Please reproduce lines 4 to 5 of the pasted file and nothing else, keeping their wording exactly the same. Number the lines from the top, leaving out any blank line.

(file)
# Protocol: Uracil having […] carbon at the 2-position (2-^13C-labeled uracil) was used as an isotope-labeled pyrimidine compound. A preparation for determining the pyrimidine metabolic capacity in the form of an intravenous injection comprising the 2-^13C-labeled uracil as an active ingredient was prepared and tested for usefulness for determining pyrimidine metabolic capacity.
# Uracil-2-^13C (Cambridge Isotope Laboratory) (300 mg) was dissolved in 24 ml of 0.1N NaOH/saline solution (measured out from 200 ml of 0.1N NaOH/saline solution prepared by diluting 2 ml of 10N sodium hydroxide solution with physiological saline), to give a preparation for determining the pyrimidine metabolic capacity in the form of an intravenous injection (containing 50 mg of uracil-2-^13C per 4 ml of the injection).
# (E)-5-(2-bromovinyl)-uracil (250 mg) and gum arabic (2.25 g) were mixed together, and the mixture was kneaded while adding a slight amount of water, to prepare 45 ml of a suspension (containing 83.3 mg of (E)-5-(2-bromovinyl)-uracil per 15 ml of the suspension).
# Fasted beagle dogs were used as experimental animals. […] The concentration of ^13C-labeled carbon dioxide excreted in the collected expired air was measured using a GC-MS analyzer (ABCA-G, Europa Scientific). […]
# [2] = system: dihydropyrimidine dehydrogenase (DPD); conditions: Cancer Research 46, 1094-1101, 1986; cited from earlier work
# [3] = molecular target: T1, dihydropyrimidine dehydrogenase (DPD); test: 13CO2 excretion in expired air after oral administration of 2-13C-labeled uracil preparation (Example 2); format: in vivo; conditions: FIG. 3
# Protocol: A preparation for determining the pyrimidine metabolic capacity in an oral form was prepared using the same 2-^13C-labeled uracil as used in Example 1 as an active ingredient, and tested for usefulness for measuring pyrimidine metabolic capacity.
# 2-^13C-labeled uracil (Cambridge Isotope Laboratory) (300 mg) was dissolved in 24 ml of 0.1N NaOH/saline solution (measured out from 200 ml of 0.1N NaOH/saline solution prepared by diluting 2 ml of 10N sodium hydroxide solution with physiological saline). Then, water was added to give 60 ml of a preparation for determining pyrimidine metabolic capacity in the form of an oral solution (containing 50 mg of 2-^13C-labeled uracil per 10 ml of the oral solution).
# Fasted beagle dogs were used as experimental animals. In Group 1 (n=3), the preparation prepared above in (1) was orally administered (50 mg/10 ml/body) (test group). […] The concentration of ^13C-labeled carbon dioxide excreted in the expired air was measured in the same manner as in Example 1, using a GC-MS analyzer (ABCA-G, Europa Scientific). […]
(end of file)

# Fasted beagle dogs were used as experimental animals. […] The concentration of ^13C-labeled carbon dioxide excreted in the collected expired air was measured using a GC-MS analyzer (ABCA-G, Europa Scientific). […]
# [2] = system: dihydropyrimidine dehydrogenase (DPD); conditions: Cancer Research 46, 1094-1101, 1986; cited from earlier work